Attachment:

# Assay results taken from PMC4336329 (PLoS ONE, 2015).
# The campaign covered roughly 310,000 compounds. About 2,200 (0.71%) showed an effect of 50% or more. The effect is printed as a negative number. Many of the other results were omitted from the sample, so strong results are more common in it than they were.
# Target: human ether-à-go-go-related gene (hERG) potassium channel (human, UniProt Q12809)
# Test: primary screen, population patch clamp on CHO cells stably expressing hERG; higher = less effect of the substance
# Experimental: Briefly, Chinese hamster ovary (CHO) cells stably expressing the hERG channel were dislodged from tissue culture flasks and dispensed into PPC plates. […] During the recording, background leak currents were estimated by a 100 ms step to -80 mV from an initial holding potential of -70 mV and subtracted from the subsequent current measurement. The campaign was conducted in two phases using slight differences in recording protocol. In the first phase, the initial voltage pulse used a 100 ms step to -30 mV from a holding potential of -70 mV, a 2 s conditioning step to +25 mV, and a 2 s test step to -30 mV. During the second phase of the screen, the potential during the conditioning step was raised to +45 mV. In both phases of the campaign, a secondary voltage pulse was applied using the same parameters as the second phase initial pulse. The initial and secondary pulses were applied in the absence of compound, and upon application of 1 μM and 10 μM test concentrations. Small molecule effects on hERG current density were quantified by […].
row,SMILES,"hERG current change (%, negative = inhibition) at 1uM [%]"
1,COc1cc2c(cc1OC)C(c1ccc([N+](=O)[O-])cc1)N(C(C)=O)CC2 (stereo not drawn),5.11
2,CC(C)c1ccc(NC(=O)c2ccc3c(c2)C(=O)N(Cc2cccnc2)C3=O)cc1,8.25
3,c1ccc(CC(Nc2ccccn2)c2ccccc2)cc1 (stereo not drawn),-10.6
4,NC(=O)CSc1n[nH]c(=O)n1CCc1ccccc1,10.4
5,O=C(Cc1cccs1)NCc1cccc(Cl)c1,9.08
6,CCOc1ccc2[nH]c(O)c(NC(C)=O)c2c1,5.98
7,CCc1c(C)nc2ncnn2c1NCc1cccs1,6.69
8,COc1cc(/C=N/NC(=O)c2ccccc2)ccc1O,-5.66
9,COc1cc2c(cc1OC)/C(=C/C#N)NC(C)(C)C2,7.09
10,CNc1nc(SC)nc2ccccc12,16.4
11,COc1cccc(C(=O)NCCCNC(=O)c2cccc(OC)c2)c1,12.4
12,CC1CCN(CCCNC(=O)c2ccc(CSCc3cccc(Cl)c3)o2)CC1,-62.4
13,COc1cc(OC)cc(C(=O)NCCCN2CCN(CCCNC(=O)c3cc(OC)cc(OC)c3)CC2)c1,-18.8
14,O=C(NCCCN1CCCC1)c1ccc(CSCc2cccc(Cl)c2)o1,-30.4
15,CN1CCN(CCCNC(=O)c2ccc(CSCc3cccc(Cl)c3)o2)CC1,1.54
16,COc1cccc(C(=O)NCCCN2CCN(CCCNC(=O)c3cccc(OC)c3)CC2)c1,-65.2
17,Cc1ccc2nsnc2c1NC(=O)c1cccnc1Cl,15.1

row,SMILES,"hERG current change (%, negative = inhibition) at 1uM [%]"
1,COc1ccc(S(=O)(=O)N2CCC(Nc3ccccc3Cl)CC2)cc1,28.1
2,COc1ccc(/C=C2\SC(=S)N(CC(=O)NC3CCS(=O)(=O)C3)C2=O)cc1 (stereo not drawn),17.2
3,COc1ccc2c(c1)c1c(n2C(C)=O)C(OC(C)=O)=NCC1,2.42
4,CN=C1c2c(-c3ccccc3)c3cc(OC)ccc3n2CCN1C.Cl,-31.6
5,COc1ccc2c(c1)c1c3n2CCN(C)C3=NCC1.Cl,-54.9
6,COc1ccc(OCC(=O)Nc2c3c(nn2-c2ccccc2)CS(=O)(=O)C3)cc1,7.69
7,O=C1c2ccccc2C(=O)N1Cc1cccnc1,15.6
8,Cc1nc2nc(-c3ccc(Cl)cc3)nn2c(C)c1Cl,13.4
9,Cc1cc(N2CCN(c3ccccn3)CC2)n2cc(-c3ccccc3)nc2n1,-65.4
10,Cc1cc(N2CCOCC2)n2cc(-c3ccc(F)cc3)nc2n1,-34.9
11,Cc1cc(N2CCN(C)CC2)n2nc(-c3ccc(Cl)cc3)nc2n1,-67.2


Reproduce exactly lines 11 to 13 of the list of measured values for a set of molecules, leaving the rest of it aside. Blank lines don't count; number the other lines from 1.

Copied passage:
5,O=C(Cc1cccs1)NCc1cccc(Cl)c1,9.08
6,CCOc1ccc2[nH]c(O)c(NC(C)=O)c2c1,5.98
7,CCc1c(C)nc2ncnn2c1NCc1cccs1,6.69